GM Advice: Why Killing NPCs Is Okay



Some may take a fleeting glance at the title of this little article, sigh a resigned sigh, and say to themselves "When isn't it okay?". A lot of Game Masters have no problem George R.R. Martin-ing their NPCs like every day was a Red Wedding. On the other hand, there is a very stringent collective of GMs who outright refuse to kill NPCs, stating that the deaths are empty and don't serve any purpose other than taking the spotlight away from the players.


NPCs are still characters. Sure, they are Non-Player Characters, but characters none the less. As such, they are as susceptible to the laws of your campaign world as your players' characters. They can die, and some of them should die. Now, I am not talking about villainous NPCs. The vast majority of them will ultimately meet an untimely end, or at the very least incarceration. No, these are your local shopkeeps, that friendly barmaid at the tavern the players frequent, the contact they have in the city's thieves' guild or even the patron the player characters are working for. They are the everyday faces you use to interact with your players.

And I am telling you right now, it is okay to kill these people. But you must know when to do it, how to do it, and why.

In fiction, as well as in your tabletop game, the death of a character has an impact, or at least it should. Randomly killing off Villager #2 won't muster much of a reaction out of your players, and it is them whom you want to react. The players control the characters, they are the minds and hearts of the characters. It is a symbiotic relationship the two share, so if you do something that has an impact the player, you no doubt impact the character as well.

The NPC that dies must have a reason for dying, either directly or indirectly related to the player characters. It could be a consequence of failing to perform a task, like getting the antidote to the poisoned child in time, or a result of the players actions in succeeding in a task, like saving the noble's daughter leading to the noble's son, who had the girl kidnapped in the first place, getting murdered by the men who were to receive a cut of the ransom.

Whatever the case, the players should have some kind of bond with the fated NPC, be it a history together or an oath of duty. They should be someone the party either likes a lot, or someone who is vastly useful to them, like the alchemist they get their potions from or the smith that gears them all at a discount. This NPC will have the most impact when slain.

But be cautious. Murdering off NPCs arbitrarily or too often is a good way to ensure that your players won't trust you, and won't form any bonds with any future NPCs. That means they won't bond with a large part of your world, and you don't want that. No bond means no investment, and you want them invested. Use a gentle hand when ending the life of your NPCs. Don't get too greedy. Either Socrates or the guy at the local buffet once said "Everything in moderation".

 "San Dimas High School football rules!"

An NPCs death should never be random. It should be well thought out. Their death signifies something, and  is meant to do one of two things, if not both;

  1. Drive The Plot: A character's death should propel the player characters deeper into the plot of the story or adventure. When Robert Baratheon dies in A Game of Thrones (The book is 20 years old. Spoiler warnings have a statue of limitations too), it sets a series of events into motion leading to an all out war for the iron throne, thus becoming a pivotal moment to driving the overall plot. The Death of your NPC should, in some way, help move your plot forward. If you cannot conjure a reason why it would do so, then perhaps that NPC should be spared... for now.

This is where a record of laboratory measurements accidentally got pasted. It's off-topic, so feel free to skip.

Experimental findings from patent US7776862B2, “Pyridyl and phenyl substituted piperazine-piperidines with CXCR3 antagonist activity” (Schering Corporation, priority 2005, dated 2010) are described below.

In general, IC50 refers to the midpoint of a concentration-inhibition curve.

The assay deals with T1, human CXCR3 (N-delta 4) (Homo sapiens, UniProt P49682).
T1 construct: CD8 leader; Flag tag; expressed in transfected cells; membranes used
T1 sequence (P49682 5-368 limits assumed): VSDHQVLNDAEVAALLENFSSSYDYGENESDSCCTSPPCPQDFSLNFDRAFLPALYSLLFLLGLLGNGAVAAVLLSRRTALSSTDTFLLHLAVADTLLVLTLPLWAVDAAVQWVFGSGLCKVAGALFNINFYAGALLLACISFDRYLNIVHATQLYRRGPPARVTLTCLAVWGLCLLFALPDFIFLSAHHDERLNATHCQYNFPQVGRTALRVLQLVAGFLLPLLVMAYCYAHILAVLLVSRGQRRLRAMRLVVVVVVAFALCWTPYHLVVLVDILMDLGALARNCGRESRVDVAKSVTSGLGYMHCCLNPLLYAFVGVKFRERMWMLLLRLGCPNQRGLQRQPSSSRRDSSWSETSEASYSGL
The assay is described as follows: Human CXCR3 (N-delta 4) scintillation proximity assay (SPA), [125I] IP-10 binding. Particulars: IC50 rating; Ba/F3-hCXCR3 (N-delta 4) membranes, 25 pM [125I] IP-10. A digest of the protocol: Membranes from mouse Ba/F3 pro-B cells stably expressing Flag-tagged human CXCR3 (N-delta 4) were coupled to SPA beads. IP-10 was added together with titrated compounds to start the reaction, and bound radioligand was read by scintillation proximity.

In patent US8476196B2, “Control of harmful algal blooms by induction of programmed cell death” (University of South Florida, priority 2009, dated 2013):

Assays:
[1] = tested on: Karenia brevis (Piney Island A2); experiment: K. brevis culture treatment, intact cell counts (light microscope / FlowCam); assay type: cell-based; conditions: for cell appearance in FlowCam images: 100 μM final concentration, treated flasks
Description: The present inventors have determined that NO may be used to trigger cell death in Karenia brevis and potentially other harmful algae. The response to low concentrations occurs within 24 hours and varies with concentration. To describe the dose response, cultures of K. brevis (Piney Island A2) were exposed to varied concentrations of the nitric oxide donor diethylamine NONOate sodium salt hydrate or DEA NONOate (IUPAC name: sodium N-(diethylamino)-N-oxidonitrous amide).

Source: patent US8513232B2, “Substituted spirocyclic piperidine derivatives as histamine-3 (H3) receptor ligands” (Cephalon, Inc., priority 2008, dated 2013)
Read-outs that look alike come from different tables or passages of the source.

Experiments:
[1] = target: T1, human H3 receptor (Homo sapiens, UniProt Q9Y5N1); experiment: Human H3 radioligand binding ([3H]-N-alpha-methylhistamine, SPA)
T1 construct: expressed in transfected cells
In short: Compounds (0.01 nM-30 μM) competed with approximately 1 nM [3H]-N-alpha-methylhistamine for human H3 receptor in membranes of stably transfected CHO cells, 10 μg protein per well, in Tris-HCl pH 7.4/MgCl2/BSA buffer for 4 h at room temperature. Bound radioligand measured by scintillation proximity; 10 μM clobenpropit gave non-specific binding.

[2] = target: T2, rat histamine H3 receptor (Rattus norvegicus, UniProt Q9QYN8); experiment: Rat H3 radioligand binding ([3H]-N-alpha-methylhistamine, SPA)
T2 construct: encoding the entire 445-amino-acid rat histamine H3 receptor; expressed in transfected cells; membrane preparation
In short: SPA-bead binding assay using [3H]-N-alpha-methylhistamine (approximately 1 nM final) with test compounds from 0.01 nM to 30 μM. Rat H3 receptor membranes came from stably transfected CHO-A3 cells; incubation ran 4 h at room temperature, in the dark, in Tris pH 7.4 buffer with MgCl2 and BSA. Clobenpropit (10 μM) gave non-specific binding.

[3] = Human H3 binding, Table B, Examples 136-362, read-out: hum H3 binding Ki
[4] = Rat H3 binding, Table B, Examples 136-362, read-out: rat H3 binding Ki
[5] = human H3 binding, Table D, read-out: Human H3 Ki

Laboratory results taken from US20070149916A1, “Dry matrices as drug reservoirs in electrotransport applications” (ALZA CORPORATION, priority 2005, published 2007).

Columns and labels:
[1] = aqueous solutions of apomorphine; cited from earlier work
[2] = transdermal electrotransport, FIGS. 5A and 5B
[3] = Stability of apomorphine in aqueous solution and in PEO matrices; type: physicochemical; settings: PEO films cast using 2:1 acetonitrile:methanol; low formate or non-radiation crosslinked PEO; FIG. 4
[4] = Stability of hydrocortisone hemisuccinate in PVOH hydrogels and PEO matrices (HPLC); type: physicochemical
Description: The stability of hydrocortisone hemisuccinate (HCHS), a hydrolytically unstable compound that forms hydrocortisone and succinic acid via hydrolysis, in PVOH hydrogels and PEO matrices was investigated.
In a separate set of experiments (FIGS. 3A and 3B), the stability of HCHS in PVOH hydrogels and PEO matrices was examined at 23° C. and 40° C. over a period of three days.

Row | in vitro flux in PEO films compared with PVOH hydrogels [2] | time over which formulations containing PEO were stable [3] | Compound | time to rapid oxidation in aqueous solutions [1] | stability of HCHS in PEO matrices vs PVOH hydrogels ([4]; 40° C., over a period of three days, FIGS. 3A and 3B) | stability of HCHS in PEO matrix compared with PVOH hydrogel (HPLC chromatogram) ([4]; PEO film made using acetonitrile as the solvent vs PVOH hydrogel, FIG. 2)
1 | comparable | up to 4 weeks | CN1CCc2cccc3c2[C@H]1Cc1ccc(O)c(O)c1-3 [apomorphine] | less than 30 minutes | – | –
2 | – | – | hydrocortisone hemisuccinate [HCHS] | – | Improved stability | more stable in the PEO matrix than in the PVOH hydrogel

2. Promote Character Development: The death of an NPC can deeply affect a PC, allowing for a great deal of character growth. If one of your players is running a moody, broody character that "prefers to work alone", and they had some deep connection to the NPC, they could realize that they wasted a lot of time never letting that NPC know how they felt, and now they will never get a chance to. This could break them if that cold exterior and cause them to be more open with what is going on in their head, maybe even allowing them to trust. On the flip side, if the character is a genuinely good and gentle person, and someone they care about is killed in cold blood, they could have a break down and devolve into a cold, calculating, ruthless exterminator of whatever unfortunate creature happens to stumble in their way next (it is a hoot watching paladins go through this. Lawful Good doesn't mean lawful nice). Either way, the character is changed in a significant way. It has grown from the original concept set forth at the beginning of the game and has evolved into something more complex and three-dimensional, making it far more memorable than a cookie-cutter concept.

 Your NPCs are a dime a dozen, but wanton slaughter of your cast of thousands does not make the story you are trying to tell more interesting. While George R.R. Martin is pretty good a slaughtering characters, ever main character's death has held some kind of meaning and has either propelled the plot, helped to develop a character or both. And Mr. Martin, as proficient as he is, cannot hold a candle to the Immortal Bard, William Shakespeare.

Leave it to a bard to fill a cemetery with good storytelling elements.

"Kills every main character. Greatest love story ever written."

Everyone dies, but so few get to make it mean something,

Are you looking to get the most out of your NPCs? Even the ones you don't intend to put the axe to? There are a ton of affordable resources for you over to the Open Gaming Store. Just tell them Ed The Bard sent you.

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